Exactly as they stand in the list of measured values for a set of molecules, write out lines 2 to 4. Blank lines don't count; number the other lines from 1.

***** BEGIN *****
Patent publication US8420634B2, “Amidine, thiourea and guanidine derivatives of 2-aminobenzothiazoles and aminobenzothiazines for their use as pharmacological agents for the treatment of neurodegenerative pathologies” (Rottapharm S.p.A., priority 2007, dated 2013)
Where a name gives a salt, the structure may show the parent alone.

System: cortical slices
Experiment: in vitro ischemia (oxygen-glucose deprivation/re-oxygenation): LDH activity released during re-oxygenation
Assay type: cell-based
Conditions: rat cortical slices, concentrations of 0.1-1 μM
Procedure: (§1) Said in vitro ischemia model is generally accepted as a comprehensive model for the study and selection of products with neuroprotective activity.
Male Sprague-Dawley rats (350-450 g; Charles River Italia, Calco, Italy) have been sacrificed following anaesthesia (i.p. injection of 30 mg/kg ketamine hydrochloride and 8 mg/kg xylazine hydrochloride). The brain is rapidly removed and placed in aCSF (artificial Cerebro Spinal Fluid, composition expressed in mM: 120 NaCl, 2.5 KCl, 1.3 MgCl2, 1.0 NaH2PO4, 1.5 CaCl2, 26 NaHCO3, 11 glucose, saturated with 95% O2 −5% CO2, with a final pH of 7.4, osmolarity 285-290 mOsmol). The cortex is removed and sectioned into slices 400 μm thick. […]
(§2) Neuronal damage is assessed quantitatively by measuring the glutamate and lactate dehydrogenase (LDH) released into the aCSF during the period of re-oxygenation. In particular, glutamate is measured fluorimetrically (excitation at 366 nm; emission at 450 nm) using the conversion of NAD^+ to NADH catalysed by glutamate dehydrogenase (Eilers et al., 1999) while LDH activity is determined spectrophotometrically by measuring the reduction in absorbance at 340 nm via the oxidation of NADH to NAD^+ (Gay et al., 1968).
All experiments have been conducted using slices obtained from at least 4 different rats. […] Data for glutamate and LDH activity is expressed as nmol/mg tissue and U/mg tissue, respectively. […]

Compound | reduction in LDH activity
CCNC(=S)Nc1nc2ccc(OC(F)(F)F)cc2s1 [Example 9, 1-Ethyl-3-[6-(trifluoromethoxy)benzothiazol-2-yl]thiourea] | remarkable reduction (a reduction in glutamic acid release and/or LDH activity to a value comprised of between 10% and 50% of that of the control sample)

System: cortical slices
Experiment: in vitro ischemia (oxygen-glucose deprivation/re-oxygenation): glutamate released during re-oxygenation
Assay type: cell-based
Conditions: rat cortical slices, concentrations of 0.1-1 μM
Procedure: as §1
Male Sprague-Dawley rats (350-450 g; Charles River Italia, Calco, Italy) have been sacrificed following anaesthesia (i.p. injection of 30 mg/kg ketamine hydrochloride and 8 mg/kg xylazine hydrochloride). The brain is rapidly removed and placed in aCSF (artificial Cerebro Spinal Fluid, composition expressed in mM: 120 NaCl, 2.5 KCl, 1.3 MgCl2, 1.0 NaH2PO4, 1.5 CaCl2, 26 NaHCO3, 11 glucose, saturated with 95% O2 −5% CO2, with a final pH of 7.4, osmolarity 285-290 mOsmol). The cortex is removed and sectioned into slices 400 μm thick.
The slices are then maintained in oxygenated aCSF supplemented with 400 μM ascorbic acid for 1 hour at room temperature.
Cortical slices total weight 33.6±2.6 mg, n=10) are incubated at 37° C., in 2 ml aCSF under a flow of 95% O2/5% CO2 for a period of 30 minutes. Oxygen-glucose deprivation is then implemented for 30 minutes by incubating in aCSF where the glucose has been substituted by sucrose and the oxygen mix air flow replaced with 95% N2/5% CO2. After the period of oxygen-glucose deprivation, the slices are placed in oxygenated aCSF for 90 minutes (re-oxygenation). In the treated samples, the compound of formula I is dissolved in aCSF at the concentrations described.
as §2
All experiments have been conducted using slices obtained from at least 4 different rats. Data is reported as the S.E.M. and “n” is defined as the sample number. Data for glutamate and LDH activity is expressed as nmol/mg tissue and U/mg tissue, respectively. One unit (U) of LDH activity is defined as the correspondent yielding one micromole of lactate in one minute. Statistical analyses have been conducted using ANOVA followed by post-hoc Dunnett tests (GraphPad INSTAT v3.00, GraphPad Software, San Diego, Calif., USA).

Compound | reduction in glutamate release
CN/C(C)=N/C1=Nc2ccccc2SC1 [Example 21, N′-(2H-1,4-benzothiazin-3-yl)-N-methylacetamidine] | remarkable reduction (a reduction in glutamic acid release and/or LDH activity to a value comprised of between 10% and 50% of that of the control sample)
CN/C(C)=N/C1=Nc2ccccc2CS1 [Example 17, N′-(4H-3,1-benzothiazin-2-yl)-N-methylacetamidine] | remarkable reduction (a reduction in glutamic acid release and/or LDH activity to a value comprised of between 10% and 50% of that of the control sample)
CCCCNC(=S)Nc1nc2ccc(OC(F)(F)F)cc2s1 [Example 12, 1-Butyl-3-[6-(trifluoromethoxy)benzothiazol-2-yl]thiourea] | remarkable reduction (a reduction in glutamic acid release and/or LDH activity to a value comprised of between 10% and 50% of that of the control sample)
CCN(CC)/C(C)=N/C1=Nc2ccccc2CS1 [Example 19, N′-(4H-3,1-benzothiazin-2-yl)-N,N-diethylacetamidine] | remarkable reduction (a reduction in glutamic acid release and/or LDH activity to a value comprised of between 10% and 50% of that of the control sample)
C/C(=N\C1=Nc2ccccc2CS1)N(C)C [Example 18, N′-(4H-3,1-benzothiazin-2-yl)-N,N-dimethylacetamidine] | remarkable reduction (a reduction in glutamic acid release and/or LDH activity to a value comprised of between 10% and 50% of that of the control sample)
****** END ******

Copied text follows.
Where a name gives a salt, the structure may show the parent alone.

System: cortical slices
Experiment: in vitro ischemia (oxygen-glucose deprivation/re-oxygenation): LDH activity released during re-oxygenation